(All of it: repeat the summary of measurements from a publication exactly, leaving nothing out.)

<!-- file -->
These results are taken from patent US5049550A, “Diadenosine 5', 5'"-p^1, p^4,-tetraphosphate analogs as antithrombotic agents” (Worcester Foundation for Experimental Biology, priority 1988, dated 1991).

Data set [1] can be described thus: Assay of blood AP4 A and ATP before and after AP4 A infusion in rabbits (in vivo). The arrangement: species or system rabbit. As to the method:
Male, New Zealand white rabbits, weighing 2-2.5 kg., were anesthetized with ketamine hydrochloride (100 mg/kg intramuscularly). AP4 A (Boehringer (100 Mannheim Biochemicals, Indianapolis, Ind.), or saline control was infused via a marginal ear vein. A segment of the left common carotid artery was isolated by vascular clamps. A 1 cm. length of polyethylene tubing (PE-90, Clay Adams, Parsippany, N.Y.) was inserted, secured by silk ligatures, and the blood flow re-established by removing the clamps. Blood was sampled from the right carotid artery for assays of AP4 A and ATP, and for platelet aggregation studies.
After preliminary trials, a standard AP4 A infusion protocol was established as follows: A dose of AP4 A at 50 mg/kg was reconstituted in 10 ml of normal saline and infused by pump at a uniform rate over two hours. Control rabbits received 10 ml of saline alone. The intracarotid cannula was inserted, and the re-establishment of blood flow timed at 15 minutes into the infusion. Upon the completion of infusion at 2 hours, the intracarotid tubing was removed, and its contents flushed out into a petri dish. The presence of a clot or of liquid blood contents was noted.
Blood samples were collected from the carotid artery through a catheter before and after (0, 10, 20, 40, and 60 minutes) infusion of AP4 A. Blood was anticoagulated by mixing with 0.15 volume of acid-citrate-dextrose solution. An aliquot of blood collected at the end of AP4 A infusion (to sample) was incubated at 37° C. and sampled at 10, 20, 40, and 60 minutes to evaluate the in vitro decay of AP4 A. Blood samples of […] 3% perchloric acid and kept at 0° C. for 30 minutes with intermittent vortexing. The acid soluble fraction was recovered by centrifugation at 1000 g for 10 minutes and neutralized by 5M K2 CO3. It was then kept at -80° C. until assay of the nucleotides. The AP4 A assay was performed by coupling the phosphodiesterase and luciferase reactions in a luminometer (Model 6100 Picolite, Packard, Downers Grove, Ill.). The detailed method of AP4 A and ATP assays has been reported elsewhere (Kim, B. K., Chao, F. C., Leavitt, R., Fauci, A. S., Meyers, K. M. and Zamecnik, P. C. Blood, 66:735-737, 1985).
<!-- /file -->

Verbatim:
These results are taken from patent US5049550A, “Diadenosine 5', 5'"-p^1, p^4,-tetraphosphate analogs as antithrombotic agents” (Worcester Foundation for Experimental Biology, priority 1988, dated 1991).

Data set [1] can be described thus: Assay of blood AP4 A and ATP before and after AP4 A infusion in rabbits (in vivo). The arrangement: species or system rabbit. As to the method:
Male, New Zealand white rabbits, weighing 2-2.5 kg., were anesthetized with ketamine hydrochloride (100 mg/kg intramuscularly). AP4 A (Boehringer (100 Mannheim Biochemicals, Indianapolis, Ind.), or saline control was infused via a marginal ear vein. A segment of the left common carotid artery was isolated by vascular clamps. A 1 cm. length of polyethylene tubing (PE-90, Clay Adams, Parsippany, N.Y.) was inserted, secured by silk ligatures, and the blood flow re-established by removing the clamps. Blood was sampled from the right carotid artery for assays of AP4 A and ATP, and for platelet aggregation studies.
After preliminary trials, a standard AP4 A infusion protocol was established as follows: A dose of AP4 A at 50 mg/kg was reconstituted in 10 ml of normal saline and infused by pump at a uniform rate over two hours. Control rabbits received 10 ml of saline alone. The intracarotid cannula was inserted, and the re-establishment of blood flow timed at 15 minutes into the infusion. Upon the completion of infusion at 2 hours, the intracarotid tubing was removed, and its contents flushed out into a petri dish. The presence of a clot or of liquid blood contents was noted.
Blood samples were collected from the carotid artery through a catheter before and after (0, 10, 20, 40, and 60 minutes) infusion of AP4 A. Blood was anticoagulated by mixing with 0.15 volume of acid-citrate-dextrose solution. An aliquot of blood collected at the end of AP4 A infusion (to sample) was incubated at 37° C. and sampled at 10, 20, 40, and 60 minutes to evaluate the in vitro decay of AP4 A. Blood samples of […] 3% perchloric acid and kept at 0° C. for 30 minutes with intermittent vortexing. The acid soluble fraction was recovered by centrifugation at 1000 g for 10 minutes and neutralized by 5M K2 CO3. It was then kept at -80° C. until assay of the nucleotides. The AP4 A assay was performed by coupling the phosphodiesterase and luciferase reactions in a luminometer (Model 6100 Picolite, Packard, Downers Grove, Ill.). The detailed method of AP4 A and ATP assays has been reported elsewhere (Kim, B. K., Chao, F. C., Leavitt, R., Fauci, A. S., Meyers, K. M. and Zamecnik, P. C. Blood, 66:735-737, 1985).